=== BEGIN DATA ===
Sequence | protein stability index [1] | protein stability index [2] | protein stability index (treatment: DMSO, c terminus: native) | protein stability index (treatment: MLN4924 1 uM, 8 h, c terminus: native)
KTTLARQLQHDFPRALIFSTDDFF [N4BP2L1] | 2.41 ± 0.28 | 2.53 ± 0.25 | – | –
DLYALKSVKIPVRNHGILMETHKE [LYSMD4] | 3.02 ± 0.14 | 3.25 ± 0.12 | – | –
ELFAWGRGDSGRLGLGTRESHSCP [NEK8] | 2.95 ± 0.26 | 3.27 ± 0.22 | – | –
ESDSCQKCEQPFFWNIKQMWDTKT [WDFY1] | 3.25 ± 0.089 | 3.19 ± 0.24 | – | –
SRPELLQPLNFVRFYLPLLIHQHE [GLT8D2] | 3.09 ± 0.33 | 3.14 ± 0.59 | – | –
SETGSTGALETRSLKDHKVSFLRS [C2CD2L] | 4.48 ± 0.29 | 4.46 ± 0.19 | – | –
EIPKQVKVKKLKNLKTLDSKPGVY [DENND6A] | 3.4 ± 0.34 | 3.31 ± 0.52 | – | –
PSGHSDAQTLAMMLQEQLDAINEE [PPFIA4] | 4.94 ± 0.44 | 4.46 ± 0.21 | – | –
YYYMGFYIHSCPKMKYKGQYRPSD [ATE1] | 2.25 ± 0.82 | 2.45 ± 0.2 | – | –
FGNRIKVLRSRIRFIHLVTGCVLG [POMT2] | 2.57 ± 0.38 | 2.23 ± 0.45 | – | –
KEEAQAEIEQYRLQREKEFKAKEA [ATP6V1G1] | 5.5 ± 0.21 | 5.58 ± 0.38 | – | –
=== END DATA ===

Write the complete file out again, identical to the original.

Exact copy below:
Sequence | protein stability index [1] | protein stability index [2] | protein stability index (treatment: DMSO, c terminus: native) | protein stability index (treatment: MLN4924 1 uM, 8 h, c terminus: native)
KTTLARQLQHDFPRALIFSTDDFF [N4BP2L1] | 2.41 ± 0.28 | 2.53 ± 0.25 | – | –
DLYALKSVKIPVRNHGILMETHKE [LYSMD4] | 3.02 ± 0.14 | 3.25 ± 0.12 | – | –
ELFAWGRGDSGRLGLGTRESHSCP [NEK8] | 2.95 ± 0.26 | 3.27 ± 0.22 | – | –
ESDSCQKCEQPFFWNIKQMWDTKT [WDFY1] | 3.25 ± 0.089 | 3.19 ± 0.24 | – | –
SRPELLQPLNFVRFYLPLLIHQHE [GLT8D2] | 3.09 ± 0.33 | 3.14 ± 0.59 | – | –
SETGSTGALETRSLKDHKVSFLRS [C2CD2L] | 4.48 ± 0.29 | 4.46 ± 0.19 | – | –
EIPKQVKVKKLKNLKTLDSKPGVY [DENND6A] | 3.4 ± 0.34 | 3.31 ± 0.52 | – | –
PSGHSDAQTLAMMLQEQLDAINEE [PPFIA4] | 4.94 ± 0.44 | 4.46 ± 0.21 | – | –
YYYMGFYIHSCPKMKYKGQYRPSD [ATE1] | 2.25 ± 0.82 | 2.45 ± 0.2 | – | –
FGNRIKVLRSRIRFIHLVTGCVLG [POMT2] | 2.57 ± 0.38 | 2.23 ± 0.45 | – | –
KEEAQAEIEQYRLQREKEFKAKEA [ATP6V1G1] | 5.5 ± 0.21 | 5.58 ± 0.38 | – | –